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What will happen to houses prices in five years time?

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Introduction

What will happen to houses prices in five years time? Introduction For millions of Britons their property is not just a roof over their heads it is a passport to financial security and even a pension. Anything that endangers the seemingly never-ending rise in house prices is always news. The aim of this coursework is to find out what the house prices will be in five years time. I am going to research the housing market on the internet and send out questionnaires to a range of estate agents. In Gordan Browns 1997 budget speech he said, "I will not allow house prices to get out of control". However ten years on and they have spiralled leaving thousands of people unable get onto the first step of the property ladder. So do we now need a crash in the housing market to level the playing field once more? Are crazy house prices creating a new generation of renters unable to buy? I believe that house prices will steady and will not rise to much in the next five years as there is currently a crisis with first time buyers who cant afford to buy their own homes. However I don't believe there will be a decline in house prices as therer is still a great demand. Background On Tuesday the 2nd of October, the Office of National Statistics (ONS) said that UK house prices had raised by 204% in the past decade compared with a 94% increase in average wages. ...read more.

Middle

Diana Choyleva Dec 2006 10-15% For 2007 Ms Choyleva does not believe that there is currently a bubble in the housing market but does see a bubble developing if double digit growth happens in 2007. Evan Davis Dec 2006 5-10% For 2007 Evan has a knack of making the subject of economics interesting to the man on the street. He's normally pretty down to earth aswell but we're not sure about his prediction for 2007 but only time will tell! N/A Sep 07 10% for 2008 (London Prime) Knight Frank predict that prices for prime residential properties will amount to about 10 percent. N/A May 2007 8% For 2007 Britain's biggest building society reckons that house prices will end this year up about 8% Martin Ellis Dec 2006 8% For 2007 (London) (DOC) London is still the blue eyed boy when it comes to house price growth predictions with doubling their UK prediction for London. N/A Dec 2006 7% For 2007 The CML's members are banks, building societies and other lenders who together undertake around 98% of all residential mortgage lending in the UK. N/A Dec 2006 7% For 2007 RICS is predicting that affordability and accessibility for first time buyers will continue to worsen in 2007 but conversely it still predicts a rise for house prices. N/A Dec 2006 7% For 2007 (UK) Strong demand and short supply are the economic arguments that Savills are using to back up their 2007 prediction. ...read more.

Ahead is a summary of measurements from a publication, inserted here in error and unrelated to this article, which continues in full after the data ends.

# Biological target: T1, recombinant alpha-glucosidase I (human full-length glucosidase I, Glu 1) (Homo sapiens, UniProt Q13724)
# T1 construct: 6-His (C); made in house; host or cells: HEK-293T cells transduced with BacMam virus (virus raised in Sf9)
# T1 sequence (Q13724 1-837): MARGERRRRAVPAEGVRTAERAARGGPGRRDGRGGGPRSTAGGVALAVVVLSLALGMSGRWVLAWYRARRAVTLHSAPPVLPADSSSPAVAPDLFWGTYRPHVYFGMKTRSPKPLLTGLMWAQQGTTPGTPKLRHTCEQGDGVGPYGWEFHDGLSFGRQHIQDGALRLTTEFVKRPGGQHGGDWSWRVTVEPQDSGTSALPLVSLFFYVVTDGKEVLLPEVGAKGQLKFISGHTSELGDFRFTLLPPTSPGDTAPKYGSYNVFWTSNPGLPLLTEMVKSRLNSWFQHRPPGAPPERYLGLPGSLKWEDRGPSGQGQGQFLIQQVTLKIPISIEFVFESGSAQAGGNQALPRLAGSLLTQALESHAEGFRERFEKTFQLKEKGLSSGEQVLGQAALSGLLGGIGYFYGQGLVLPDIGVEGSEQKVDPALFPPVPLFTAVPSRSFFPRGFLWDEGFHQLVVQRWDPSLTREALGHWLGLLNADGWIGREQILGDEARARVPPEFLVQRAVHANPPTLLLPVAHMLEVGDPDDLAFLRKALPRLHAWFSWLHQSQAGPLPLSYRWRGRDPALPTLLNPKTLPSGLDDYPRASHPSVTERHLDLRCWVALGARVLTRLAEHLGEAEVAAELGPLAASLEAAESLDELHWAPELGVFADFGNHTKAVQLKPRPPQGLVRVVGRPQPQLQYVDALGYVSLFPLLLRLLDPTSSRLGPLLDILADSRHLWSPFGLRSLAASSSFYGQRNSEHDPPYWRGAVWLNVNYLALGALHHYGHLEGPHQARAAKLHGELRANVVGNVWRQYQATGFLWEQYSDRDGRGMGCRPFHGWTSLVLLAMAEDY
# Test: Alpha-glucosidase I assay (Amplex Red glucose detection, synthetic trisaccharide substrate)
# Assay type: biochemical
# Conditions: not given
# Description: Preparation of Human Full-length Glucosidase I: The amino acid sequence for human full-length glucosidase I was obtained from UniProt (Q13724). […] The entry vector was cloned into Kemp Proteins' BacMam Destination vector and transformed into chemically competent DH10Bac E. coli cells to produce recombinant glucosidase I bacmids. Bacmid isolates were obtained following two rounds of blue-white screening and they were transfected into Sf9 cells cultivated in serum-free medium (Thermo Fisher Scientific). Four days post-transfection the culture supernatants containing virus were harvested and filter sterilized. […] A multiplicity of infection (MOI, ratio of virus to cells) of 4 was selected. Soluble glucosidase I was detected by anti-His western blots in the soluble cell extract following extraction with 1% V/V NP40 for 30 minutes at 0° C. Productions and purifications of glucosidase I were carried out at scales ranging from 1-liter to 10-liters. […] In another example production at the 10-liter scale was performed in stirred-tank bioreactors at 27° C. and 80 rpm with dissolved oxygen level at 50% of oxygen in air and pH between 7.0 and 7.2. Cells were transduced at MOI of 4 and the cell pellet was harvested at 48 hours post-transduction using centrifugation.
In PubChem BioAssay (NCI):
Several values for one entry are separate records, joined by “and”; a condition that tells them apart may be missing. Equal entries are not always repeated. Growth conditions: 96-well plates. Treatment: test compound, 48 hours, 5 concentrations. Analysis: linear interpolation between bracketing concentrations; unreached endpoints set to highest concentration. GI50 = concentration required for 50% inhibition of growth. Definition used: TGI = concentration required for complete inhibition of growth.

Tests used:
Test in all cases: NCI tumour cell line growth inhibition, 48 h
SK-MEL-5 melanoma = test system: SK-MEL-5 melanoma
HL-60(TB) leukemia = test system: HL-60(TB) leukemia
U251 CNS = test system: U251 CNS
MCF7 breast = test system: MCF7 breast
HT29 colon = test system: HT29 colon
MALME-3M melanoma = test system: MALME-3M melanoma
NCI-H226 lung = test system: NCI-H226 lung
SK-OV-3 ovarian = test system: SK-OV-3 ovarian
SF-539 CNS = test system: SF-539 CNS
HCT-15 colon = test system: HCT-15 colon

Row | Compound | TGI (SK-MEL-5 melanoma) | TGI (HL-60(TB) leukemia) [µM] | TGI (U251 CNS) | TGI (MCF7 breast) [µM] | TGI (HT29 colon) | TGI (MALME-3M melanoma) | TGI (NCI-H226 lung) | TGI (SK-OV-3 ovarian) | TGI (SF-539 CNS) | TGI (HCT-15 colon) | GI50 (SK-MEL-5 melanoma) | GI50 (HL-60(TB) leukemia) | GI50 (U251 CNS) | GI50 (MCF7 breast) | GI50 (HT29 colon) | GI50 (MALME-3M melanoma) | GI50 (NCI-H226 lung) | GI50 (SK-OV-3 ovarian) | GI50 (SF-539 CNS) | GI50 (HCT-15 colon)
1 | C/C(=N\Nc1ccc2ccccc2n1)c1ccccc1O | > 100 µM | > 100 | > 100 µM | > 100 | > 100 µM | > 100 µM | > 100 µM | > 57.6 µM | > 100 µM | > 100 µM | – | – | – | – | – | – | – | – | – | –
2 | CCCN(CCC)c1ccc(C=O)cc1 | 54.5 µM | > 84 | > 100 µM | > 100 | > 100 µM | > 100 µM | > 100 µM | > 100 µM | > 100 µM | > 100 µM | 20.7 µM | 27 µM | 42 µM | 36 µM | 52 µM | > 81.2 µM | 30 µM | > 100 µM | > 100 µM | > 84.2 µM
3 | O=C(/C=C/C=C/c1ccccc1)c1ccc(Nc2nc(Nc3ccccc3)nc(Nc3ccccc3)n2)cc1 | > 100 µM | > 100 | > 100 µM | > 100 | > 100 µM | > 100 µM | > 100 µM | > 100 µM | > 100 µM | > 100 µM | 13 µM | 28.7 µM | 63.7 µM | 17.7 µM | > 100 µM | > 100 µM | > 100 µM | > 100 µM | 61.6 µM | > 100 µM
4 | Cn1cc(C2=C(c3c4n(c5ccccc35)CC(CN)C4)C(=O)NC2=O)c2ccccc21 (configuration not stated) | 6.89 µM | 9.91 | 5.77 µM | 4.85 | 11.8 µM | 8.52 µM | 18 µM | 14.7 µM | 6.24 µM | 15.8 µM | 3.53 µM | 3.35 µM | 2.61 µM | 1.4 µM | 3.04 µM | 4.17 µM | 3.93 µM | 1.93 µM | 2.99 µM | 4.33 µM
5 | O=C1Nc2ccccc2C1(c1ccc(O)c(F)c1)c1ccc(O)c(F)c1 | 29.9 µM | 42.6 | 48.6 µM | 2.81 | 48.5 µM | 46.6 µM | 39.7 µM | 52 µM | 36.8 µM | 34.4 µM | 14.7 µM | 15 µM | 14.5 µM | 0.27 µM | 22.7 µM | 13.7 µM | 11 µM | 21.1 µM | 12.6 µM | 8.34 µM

Conclusion

However Cook and Co said there has been a decrease in the demand for larger houses due to the mortgage rated being so high which is preventing people from being able to afford bigger houses which has lead to the fall in demand. Evaluation I have investigated what is going to happen to house prices and from looking on the internet and from surveying estate agents I have found: * It is unlikely for there to be a crash in the housing market. * House prices are likely to increase a small amount but this varies depending on the area and the size of the house. For example house prices in London will continue to rise because there will always be a great demand. Also there is more of a demand for smaller houses so their cost will go up faster than larger ones. * The demand for houses is greater than the supply therefore it is unlikely for prices to decrease greatly. However while demand from first-time buyers plummeted sharply, adding to widespread evidence that the housing boom could be over. * With fewer home-buyers taking out new mortgages, it seems likely that house prices will ease during the rest of the year as the number of sales declines. * People are struggling to afford mortgage repayments with the interest rates increasing therefore they can't afford to buy larger houses which is leading to their value decreasing. * It now seems clear from all available evidence that the housing market is slowing down, with prices cooling off while both house sales and new mortgage approvals are dropping. ...read more.

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